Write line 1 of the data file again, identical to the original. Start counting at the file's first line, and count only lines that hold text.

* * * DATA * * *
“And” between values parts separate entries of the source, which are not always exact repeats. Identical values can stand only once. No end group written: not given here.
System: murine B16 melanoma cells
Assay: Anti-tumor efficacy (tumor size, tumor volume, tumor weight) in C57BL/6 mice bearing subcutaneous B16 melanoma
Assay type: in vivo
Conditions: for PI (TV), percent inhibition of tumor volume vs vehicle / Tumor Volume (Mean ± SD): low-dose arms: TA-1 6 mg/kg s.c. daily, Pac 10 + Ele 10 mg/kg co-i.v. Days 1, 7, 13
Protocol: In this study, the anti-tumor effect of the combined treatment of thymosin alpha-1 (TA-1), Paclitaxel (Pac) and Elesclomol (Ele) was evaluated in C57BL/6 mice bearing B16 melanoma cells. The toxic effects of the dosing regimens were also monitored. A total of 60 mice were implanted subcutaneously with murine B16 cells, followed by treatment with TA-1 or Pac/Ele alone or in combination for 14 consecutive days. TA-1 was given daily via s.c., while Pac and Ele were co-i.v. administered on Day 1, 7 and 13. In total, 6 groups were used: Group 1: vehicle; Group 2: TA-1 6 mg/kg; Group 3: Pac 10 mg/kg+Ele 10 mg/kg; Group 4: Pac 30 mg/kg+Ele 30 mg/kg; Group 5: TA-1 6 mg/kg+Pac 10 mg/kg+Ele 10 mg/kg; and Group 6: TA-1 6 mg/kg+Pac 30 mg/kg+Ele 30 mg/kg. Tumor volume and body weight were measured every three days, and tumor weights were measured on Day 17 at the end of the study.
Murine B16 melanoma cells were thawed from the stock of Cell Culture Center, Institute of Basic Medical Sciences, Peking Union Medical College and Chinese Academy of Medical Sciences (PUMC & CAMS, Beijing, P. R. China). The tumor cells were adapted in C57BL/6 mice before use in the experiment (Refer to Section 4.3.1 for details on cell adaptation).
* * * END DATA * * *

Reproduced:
“And” between values parts separate entries of the source, which are not always exact repeats. Identical values can stand only once. No end group written: not given here.